Barnet Council have permanently gone greener with their environmentally friendly School Street Scheme across primary schools in the borough.
The council’s School Street Scheme, which was recently announced as permanent across five primary schools, included a cycle-to-school week from 25-29 September, and World Car-Free-Day 2023 on 22 September.
This is a part of Barnet’s plan to be a net zero council by 2030 and a net zero borough by 2042.
Andrea Grigoriadou, the Eco Lead of the partaking Colindale Primary School, said: “From a young age you can learn more things because your mind is like a sponge, so you just absorb things.
“As you grow older, as adults, we become more narrow-minded.
“The children’s minds are open, so it’s the right time for us to teach them as much as we can about the environment, and how to protect it.
“Our planet is deteriorating, and whether we like it or not, we need to show young children that we need to take action right now.
“So if we don’t do anything they won’t know what to do when they grow older. It’s a matter of life or death for me.”
Barnet council’s School Street Scheme allows the students of Colindale Primary School to choose how they want to come to school, such as biking, walking or scooting, with the aim of encouraging them to travel in a sustainable way.
Elizabeth Wan, 33, is a member of the parent-led campaign group Mums for Lungs and an academic research doctor at The Royal Free Hospital, London, working in kidney health.
She is a mum to a two-year-old and was a week past due with her second child when she spoke to North West Londoner.
She said: “I was quite frightened by some of the stats I read about the effect of air pollution on children’s health.
“There’s a lot of evidence now that there are air pollution particles in my placenta because I live in London.
“This will have a lasting impact on my unborn child.”
In London, by 2025, 3,178 schools across all of London will be exposed to harmful levels of pollution, including dust, dirt and smoke, that exceed the World Health Organisation’s guidelines, according to data published by London City Hall.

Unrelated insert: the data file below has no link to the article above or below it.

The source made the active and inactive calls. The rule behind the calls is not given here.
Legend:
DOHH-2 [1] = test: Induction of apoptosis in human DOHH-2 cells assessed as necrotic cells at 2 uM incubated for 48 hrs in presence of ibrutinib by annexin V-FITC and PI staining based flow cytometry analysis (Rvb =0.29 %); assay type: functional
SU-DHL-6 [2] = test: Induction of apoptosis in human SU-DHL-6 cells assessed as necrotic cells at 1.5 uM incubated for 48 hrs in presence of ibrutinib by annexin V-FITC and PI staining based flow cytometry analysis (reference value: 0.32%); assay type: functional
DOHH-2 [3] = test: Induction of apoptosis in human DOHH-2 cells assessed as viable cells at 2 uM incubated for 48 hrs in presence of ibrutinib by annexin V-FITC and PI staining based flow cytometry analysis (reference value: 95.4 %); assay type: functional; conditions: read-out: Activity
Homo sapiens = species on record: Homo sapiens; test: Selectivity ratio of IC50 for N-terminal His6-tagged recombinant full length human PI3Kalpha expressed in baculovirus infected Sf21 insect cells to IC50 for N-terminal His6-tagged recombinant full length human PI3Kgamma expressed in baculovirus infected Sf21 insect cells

This will drop to 3,148 by 2030.
Sami Walbury, 37, a member of Extinction Rebellion Barnet, said: “The scale of what can happen on a societal level absolutely dwarfs what happens on an individual level.
“We need to be teaching young people not only how to walk to school, but how to take part in their society, and we need adults to make sure that’s possible.
“Empowering the parents of young people to feel like they can do something is the real benefit of climate crisis education.
“Schemes like the walk to school and cycle to school are fantastic, and they are a part of the future and a part of the solution, but they’re a small part.”
Data released by the Office for National Statistics in 2022 reports that six in ten adults expect to be directly impacted by climate change by 2030.
Barry Rawlings, Barnet council leader, said: ‘In Barnet, we believe in taking meaningful steps towards a more sustainable future. World Car-Free Day and Cycle to School Week are not just events; they are powerful tools to encourage positive change.
‘School Streets bring a wave of benefits. Children thrive in healthier environments, breathe in clean air and enjoy active travel journeys – leading to healthier bodies, and happier minds.’